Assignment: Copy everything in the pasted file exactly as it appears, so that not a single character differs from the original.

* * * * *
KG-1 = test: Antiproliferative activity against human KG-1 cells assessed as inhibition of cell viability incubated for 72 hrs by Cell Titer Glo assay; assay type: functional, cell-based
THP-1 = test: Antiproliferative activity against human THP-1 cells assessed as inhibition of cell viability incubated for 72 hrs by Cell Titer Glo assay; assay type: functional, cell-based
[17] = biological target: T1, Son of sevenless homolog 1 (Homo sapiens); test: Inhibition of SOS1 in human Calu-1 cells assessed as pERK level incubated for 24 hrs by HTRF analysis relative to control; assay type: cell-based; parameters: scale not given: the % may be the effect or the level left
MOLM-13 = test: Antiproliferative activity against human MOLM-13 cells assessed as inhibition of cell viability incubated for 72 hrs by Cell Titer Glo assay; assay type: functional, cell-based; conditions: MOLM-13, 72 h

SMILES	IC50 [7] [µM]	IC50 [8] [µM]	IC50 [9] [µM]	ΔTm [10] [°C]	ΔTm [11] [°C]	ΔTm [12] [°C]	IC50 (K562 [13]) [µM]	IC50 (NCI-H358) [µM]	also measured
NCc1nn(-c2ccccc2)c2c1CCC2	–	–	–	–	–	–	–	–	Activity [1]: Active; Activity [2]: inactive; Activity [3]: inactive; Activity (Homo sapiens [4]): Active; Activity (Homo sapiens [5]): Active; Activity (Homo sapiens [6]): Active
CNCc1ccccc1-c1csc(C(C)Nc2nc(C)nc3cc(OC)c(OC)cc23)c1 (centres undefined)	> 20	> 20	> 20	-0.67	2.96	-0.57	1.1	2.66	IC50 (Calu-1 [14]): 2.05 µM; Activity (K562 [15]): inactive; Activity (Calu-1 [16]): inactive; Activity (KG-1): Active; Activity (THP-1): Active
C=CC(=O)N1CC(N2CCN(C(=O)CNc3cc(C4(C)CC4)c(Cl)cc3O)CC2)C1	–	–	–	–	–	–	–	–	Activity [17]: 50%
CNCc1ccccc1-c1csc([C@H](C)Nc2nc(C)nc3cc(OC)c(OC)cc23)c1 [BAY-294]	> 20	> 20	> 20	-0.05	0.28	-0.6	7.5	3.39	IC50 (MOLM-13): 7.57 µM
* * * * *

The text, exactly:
KG-1 = test: Antiproliferative activity against human KG-1 cells assessed as inhibition of cell viability incubated for 72 hrs by Cell Titer Glo assay; assay type: functional, cell-based
THP-1 = test: Antiproliferative activity against human THP-1 cells assessed as inhibition of cell viability incubated for 72 hrs by Cell Titer Glo assay; assay type: functional, cell-based
[17] = biological target: T1, Son of sevenless homolog 1 (Homo sapiens); test: Inhibition of SOS1 in human Calu-1 cells assessed as pERK level incubated for 24 hrs by HTRF analysis relative to control; assay type: cell-based; parameters: scale not given: the % may be the effect or the level left
MOLM-13 = test: Antiproliferative activity against human MOLM-13 cells assessed as inhibition of cell viability incubated for 72 hrs by Cell Titer Glo assay; assay type: functional, cell-based; conditions: MOLM-13, 72 h

SMILES	IC50 [7] [µM]	IC50 [8] [µM]	IC50 [9] [µM]	ΔTm [10] [°C]	ΔTm [11] [°C]	ΔTm [12] [°C]	IC50 (K562 [13]) [µM]	IC50 (NCI-H358) [µM]	also measured
NCc1nn(-c2ccccc2)c2c1CCC2	–	–	–	–	–	–	–	–	Activity [1]: Active; Activity [2]: inactive; Activity [3]: inactive; Activity (Homo sapiens [4]): Active; Activity (Homo sapiens [5]): Active; Activity (Homo sapiens [6]): Active
CNCc1ccccc1-c1csc(C(C)Nc2nc(C)nc3cc(OC)c(OC)cc23)c1 (centres undefined)	> 20	> 20	> 20	-0.67	2.96	-0.57	1.1	2.66	IC50 (Calu-1 [14]): 2.05 µM; Activity (K562 [15]): inactive; Activity (Calu-1 [16]): inactive; Activity (KG-1): Active; Activity (THP-1): Active
C=CC(=O)N1CC(N2CCN(C(=O)CNc3cc(C4(C)CC4)c(Cl)cc3O)CC2)C1	–	–	–	–	–	–	–	–	Activity [17]: 50%
CNCc1ccccc1-c1csc([C@H](C)Nc2nc(C)nc3cc(OC)c(OC)cc23)c1 [BAY-294]	> 20	> 20	> 20	-0.05	0.28	-0.6	7.5	3.39	IC50 (MOLM-13): 7.57 µM